WHAT TO DO ABOUT DIFFERENT ASSESSMENTS
Suppose you’re in the process of checking references on a candidate for a senior level position in your company, and you get two totally different assessments of some aspect of his job performance – how do you resolve that difference? Let’s suppose, for instance, that one reference says the candidate did a great job supervising others and another reference says his ability to supervise others was pathetic. What can you do to find out who’s telling the truth?
There are at least two solutions to this dilemma. The first, and most obvious, is to call a third reference and say something like, “I wonder if you could help me out with a confusing problem. I’ve talked to one reference who was very positive about so-and-so’s supervisory skills. Then, I talked to another reference who said so-and-so’s supervisory skills weren’t very good. What might explain the difference?” If, by chance, the third reference knows who the other two are, you’re likely to get a very sensible response that will readily explain why one comment was positive and one negative. “Oh, your candidate got the promotion that the negative reference thought he should have and what you’re hearing is just sour grapes because the candidate really did a great job of supervising others.” Or, “The reference who made the negative comment was just one of those people who doesn’t like being told what to do, so his comments about any supervisor are likely to be negative. I thought the candidate was a superior manager of others.” Those are just two possible resolutions to the dramatic difference in what two references had to say. There probably are several others. The point is asking a third reference why he thinks the responses were so diametrically opposed to each other is an extremely effective way to gain useful insight into not only how well the candidate actually supervised others, but also the reason for different responses.
The other solution is to identify a fourth reference who can be contacted and asked about supervisory skill and, depending on his answer, follow-up with a supplementary question that asks about the different responses to the same question from other references. Using the same illustration, suppose the fourth reference says the candidate did a great job supervising others. Now you have two and perhaps three references all of whom said the candidate did a superior job supervising others. You can came right back with that supplemental question to the fourth reference by saying something like, “Just out of curiosity, among the references with whom I’ve talked, all have agreed with you regarding the candidate’s supervisory skill, except one – who said he wasn’t an effective supervisory. Why do you suppose that might be?” Most of the time that fourth reference will be able to shed a lot of light on why the one reference’s comments were negative.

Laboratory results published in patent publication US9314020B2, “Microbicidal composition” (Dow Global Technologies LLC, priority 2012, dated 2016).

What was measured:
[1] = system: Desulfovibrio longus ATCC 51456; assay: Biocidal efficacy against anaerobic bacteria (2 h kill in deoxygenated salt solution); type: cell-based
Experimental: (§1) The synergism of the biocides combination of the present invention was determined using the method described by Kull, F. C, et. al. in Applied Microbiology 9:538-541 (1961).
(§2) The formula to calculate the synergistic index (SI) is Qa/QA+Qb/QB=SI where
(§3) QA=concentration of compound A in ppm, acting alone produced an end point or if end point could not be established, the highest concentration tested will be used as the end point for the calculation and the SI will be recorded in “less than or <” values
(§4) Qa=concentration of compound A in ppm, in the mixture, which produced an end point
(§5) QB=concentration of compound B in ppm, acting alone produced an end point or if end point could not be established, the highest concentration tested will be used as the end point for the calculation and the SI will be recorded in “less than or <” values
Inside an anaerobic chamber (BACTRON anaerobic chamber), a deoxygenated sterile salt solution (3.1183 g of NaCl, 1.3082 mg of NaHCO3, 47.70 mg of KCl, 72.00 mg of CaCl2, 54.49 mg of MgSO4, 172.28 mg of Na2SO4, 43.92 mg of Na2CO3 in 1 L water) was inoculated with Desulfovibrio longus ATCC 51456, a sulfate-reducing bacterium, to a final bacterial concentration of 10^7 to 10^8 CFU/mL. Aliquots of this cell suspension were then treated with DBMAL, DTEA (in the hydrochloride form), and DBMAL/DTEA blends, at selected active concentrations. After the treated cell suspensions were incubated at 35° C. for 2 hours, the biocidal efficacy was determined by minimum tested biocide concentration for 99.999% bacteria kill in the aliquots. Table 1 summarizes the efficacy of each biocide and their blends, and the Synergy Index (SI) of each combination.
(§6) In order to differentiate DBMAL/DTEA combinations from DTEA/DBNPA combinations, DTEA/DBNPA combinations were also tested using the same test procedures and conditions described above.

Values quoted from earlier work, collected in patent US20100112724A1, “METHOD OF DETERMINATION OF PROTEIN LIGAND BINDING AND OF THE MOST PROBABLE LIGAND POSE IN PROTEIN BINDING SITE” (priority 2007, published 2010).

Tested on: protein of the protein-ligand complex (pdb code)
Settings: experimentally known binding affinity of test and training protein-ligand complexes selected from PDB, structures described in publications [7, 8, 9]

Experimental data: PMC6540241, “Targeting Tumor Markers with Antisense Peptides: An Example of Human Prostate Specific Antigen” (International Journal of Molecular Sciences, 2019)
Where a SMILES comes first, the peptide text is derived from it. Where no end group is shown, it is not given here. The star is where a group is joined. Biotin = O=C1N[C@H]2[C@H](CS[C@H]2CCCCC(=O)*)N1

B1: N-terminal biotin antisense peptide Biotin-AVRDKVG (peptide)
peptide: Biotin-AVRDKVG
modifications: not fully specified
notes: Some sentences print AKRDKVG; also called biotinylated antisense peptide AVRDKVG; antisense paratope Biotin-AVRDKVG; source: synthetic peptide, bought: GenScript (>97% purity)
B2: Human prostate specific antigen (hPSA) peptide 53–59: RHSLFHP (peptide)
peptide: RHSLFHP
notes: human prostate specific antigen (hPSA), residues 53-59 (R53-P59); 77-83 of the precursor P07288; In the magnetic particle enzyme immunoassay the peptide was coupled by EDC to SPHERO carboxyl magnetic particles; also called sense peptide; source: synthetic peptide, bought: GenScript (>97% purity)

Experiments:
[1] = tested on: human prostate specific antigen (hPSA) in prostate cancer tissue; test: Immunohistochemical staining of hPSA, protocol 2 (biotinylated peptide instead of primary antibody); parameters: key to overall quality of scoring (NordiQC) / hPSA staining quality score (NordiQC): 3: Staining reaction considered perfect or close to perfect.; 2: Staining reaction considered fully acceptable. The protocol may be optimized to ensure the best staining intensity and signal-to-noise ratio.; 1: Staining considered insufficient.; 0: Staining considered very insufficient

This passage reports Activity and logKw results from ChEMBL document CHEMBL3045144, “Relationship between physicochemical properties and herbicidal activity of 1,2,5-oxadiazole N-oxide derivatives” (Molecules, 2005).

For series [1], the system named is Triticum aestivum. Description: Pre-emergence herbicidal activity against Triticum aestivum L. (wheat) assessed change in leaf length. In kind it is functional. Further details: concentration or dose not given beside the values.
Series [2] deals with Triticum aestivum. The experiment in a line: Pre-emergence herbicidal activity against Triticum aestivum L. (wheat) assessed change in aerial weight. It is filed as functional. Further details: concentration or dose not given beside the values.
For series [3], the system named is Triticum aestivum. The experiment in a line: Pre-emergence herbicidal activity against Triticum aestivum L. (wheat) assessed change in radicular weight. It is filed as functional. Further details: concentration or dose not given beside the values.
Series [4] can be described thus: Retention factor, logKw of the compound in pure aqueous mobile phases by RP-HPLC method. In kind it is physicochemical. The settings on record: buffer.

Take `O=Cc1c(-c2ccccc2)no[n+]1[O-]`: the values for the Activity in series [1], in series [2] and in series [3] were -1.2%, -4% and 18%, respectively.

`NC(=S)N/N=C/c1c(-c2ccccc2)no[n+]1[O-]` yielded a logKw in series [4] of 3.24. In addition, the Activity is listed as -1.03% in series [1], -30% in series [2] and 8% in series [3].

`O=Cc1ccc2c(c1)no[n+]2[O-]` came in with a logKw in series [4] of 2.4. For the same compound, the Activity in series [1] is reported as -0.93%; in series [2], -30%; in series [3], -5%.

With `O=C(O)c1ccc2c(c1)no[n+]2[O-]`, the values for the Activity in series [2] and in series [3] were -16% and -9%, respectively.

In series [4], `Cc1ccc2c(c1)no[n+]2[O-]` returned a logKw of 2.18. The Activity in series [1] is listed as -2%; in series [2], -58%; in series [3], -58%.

You could always call the one negative reference back and ask him about his comments, pointing out that all of the candidate’s references were positive, but that’s likely to put him on the defensive and decrease any likelihood of a sensible explanation. He could merely say something like, “Well, that’s their opinion, and I have mine.” Now, you’re not any better off getting at the truth of the matter than you were before. Inquiring about the reason for the difference in comments with a third and possibly a fourth reference is the best way to clear up the matter.